2018 saw worst outflow of foreign funds

Last Updated 31 December 2018, 16:33 IST

The outflow of foreign funds from the Indian markets reached its pinnacle in 2018 as Foreign Portfolio Investors (FPIs) withdrew a record Rs 80,919 crore during the calendar year.

This amount is almost double the amount witnessed during the trying times of global recession in 2008 when the outflow stood at Rs 41,216 crore, according to the data available with National Securities Depository Limited.

The net outflow came on the back of the foreign investors withdrawing a net of Rs 47,795 crore from the Indian debt markets as US Federal Reserve went on a spree of rate hikes clubbed with the turmoil in the Indian financial sector. The equity markets, on the other hand, saw withdrawals worth Rs 33,014 crore in 2018.

Prior to this, in 2008, when the global economies played were reeling under the stress, the country saw an outflow of Rs 41,216 crore, which is almost half the amount of outflows witnessed by the country in 2018. Back then the outflow was primarily driven by the equities, amounting to Rs 52,987 crore. The outflow in 2018, which in contrast to the inflow of Rs 2 lakh crore in 2017, has been attributed to interest rate differential with the US, the higher return in US stock exchanges along with a gamut of internal issues -- liquidity crunch and current account deficit.

Ironically, in 2014, the FPI inflows had peaked at Rs 2,56,213 crore. Incidentally, during the month of May in the same year, Narendra Modi took over as Prime Minister of India. “Any rational person who examines the economic indicators will hold back fresh investment in India or pull out a part of his investment. That is what is happening now and the trend will not be reversed until a new government is in place. That is the political message to the people of India,” former Finance Minister and Congress leader P Chidambaram told DH.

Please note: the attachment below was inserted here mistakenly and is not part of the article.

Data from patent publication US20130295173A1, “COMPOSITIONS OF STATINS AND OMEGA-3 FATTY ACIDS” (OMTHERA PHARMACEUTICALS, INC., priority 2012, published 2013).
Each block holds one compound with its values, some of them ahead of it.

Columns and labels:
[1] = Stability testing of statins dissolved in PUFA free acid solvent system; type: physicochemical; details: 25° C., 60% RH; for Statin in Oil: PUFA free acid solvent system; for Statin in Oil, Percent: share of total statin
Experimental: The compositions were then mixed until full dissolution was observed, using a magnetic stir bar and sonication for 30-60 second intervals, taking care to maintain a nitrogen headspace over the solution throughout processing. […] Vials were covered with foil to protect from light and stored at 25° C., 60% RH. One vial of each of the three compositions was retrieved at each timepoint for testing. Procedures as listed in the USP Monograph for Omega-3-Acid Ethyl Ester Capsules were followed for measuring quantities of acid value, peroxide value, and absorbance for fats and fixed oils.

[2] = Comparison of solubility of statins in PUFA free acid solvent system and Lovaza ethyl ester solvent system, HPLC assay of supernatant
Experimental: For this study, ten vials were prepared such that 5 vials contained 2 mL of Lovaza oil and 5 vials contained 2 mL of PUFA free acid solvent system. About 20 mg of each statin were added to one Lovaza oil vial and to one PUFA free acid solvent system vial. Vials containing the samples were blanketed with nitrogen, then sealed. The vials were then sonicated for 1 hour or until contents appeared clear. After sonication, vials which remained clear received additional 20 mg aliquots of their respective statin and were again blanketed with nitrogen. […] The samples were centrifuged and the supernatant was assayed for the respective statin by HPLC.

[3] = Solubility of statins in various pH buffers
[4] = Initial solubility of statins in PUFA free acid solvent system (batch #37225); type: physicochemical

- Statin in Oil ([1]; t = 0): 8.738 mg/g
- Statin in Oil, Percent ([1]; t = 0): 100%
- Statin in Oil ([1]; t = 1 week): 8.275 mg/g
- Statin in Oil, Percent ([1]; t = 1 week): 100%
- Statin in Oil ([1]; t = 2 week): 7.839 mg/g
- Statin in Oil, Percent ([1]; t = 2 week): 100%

Many analysts believe that the government’s assault on the institutional autonomy of the Reserve Bank of India throughout the year was also one of the reasons behind it.

“The FPIs and FIIs are very critical of how the government interacts with markets. And unfortunately, this government doesn’t seem to care about anything,” an economist with IMF said, wishing anonymity.

According to some other analysts, the uncertainty regarding 2019 general elections is also a reason behind more and more FIIs withdrawing from the markets. “It reflects the assessment of FPIs/FIIs that the investment environment in the country has become difficult because of policy uncertainty, frequent changes in the rules and regulations, and the diversion of the government’s attention from the economy,” Chidambaram added.

(Published 31 December 2018, 16:13 IST)

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